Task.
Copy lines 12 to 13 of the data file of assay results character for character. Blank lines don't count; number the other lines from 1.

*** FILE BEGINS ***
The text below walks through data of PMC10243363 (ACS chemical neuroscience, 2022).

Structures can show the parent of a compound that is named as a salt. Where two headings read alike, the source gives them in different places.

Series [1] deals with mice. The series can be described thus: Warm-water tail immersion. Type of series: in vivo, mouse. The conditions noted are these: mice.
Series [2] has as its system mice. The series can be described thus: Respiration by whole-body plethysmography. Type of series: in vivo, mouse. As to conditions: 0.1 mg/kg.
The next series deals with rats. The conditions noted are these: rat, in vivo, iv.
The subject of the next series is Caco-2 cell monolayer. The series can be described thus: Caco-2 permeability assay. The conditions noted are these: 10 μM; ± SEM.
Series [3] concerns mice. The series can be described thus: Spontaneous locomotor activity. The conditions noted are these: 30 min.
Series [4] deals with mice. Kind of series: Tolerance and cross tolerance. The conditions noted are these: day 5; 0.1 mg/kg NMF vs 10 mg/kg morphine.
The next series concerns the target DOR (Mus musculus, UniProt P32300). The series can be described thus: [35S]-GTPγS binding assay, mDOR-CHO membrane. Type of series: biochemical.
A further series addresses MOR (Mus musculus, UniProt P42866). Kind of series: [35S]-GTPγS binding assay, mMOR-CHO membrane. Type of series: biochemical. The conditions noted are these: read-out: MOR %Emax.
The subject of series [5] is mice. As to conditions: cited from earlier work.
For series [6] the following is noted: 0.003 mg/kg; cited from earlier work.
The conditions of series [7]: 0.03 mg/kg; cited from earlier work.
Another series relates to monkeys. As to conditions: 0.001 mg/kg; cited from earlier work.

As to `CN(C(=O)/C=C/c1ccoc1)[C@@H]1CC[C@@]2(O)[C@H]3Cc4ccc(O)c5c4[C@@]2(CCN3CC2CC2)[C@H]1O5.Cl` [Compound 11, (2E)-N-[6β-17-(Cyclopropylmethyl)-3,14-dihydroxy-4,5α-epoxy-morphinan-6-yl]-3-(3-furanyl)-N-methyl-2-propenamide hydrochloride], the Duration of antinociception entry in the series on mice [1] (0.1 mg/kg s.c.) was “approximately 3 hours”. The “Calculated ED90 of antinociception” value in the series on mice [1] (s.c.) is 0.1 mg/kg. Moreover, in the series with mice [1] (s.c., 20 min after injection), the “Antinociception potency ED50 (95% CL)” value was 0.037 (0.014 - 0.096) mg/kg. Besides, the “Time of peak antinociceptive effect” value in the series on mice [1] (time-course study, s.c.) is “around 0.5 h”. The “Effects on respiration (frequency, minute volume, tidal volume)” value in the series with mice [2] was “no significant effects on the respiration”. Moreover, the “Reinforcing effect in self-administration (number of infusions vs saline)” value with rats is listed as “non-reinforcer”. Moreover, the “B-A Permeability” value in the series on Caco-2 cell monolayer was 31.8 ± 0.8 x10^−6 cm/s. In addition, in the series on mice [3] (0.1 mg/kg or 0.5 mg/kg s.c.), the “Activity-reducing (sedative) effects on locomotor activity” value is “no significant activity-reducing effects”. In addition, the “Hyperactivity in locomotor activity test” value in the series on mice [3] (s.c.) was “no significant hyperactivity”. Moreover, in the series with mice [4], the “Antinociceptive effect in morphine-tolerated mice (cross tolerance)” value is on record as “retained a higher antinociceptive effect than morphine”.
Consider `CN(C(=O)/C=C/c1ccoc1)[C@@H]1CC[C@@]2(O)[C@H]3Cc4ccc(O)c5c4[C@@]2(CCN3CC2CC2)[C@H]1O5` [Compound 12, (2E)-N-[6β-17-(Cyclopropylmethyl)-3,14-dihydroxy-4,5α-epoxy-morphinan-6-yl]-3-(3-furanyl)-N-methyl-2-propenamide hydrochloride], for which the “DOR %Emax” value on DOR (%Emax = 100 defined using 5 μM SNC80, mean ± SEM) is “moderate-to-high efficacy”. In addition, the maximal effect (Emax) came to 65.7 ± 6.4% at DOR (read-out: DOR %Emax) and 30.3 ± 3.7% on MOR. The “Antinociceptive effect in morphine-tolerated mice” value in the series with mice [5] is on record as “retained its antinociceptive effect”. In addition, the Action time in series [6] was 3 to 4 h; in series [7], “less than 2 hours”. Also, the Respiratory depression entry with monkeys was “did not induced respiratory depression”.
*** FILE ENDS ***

For series [6] the following is noted: 0.003 mg/kg; cited from earlier work.
The conditions of series [7]: 0.03 mg/kg; cited from earlier work.